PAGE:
Thursday, April 2, 2009
Curious George And The Children's Museum
Viri and I joined a group of stay at home dads today for a trip to the Children's Museum. It was fun, but I made a few basic parenting mistakes. First, I told Viri there would be monkeys involved. There was a Curious George interactive exhibit thing, and I honed in on the monkey element of the event. I forgot that people who do these kinds of things for kids never have kids, or involve kids in the process, or even have ever heard of a child. Possibly they think children are some magical fairy that no one can see or hear, but we believe in for vague superstitious reasons. The exhibit was highly interactive. For people of my generation and older, that means busy and purposeless. There were images from the books, but no monkeys. As we left, Viri told me seriously, "There were no monkeys, Papa. You said there were monkeys. There were no monkeys. There were no monkey toys." He would have accepted by mistake if there had at least been monkey toys, I guess.
This leads me to the second mistake. I slotted about forty minutes for the entire event. Never, in the history of parenting, has anything happened in only forty minutes. It's generally accepted that the conception of the child is the quickest event in the entire timeline of parenting. So, this was a big and avoidable mistake. This meant that I had just enough time to greet the dads, chat a bit, then drag Viri away from the toys and games in order to rush back and get J and Arkaedi Sue. We then rushed off to a stupid meeting. That is maybe the worst time management in the history of humanity. Luckily, Viri took it in stride. He just ate yogurt in the car and fell asleep.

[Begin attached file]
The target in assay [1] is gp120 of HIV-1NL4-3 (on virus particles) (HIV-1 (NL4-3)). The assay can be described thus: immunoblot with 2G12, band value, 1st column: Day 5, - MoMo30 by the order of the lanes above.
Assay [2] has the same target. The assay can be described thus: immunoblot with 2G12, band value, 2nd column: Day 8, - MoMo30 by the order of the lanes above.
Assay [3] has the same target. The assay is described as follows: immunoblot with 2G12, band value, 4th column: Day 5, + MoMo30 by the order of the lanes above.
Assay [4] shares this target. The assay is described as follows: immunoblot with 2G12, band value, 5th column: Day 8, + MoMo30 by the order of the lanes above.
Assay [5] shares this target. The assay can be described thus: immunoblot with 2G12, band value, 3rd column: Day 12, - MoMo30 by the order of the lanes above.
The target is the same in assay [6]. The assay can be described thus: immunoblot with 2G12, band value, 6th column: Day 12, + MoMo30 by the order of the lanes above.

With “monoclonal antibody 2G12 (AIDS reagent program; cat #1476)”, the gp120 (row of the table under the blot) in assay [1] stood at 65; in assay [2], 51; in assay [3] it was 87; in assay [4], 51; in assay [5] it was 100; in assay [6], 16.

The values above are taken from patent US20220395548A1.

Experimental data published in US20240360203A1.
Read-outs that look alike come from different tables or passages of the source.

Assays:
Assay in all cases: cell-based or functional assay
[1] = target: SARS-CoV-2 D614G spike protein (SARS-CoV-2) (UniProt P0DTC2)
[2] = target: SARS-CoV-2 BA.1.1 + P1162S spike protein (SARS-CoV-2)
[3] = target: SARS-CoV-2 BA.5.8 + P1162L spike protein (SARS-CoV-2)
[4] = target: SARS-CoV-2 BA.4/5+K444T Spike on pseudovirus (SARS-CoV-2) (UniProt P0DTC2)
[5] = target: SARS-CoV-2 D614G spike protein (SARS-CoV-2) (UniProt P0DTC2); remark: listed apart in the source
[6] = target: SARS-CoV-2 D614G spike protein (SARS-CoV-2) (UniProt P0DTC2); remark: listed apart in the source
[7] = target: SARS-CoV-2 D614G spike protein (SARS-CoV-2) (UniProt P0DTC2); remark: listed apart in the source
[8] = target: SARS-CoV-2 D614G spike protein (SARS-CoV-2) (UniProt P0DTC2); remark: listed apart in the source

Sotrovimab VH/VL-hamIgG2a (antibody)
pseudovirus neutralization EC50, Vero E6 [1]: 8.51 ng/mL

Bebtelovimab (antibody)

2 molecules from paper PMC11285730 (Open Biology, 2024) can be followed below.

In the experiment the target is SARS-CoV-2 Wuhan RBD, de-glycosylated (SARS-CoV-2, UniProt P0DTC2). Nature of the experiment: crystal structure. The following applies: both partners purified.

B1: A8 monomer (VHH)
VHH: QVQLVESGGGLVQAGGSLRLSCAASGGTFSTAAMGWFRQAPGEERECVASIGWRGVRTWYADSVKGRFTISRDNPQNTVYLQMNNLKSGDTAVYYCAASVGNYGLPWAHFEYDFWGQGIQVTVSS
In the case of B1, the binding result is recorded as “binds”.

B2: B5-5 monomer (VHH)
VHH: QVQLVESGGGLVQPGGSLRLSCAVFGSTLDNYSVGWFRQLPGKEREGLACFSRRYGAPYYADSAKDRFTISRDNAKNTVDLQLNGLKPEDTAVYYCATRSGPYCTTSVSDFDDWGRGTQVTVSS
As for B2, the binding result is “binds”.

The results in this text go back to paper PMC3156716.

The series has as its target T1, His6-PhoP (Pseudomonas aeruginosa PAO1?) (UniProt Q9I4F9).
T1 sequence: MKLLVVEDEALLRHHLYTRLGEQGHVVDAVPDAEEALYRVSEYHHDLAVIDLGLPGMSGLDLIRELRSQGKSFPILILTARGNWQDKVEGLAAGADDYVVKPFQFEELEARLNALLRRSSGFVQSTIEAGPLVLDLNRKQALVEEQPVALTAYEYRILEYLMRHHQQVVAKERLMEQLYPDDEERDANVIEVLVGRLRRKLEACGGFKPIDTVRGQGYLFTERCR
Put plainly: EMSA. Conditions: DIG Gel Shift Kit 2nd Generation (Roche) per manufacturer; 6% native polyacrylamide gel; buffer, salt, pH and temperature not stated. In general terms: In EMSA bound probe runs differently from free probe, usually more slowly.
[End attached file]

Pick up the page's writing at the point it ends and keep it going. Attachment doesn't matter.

The dads were cool, and it was really neat to meet up with a bunch of guys basically doing what I'm doing. I wondered what their wives did. I imagine we're in the same boat; they married successful women who wanted a guy they liked, and didn't care about our complete lack of marketability. I hear a lot about women who seek guys who can take care of them, who have money and power. We're probably at the other end of that spectrum. There's a bar graph in some sociology department that has us, a huge squiggly line, then them.
The trip was fun, and I do wish I had planned it better. The next get together with the dads will be more leisurely, and I'll allow more time. I'm probably going to have to take Viri back to the museum sometime, to make up for today. I don't mind, really. It's an okay place, even if I do have issues with the design of most of the exhibits. The Children's Museum is an odd name for a place, too. It sounds like a futuristic cyborg built it, in memory of the strange biological creatures, and they way they started as small versions of themselves called "children."
I hope this post will further enlighten the cyborgs who rule the future. Maybe it'll get a poorly designed exhibit of its own!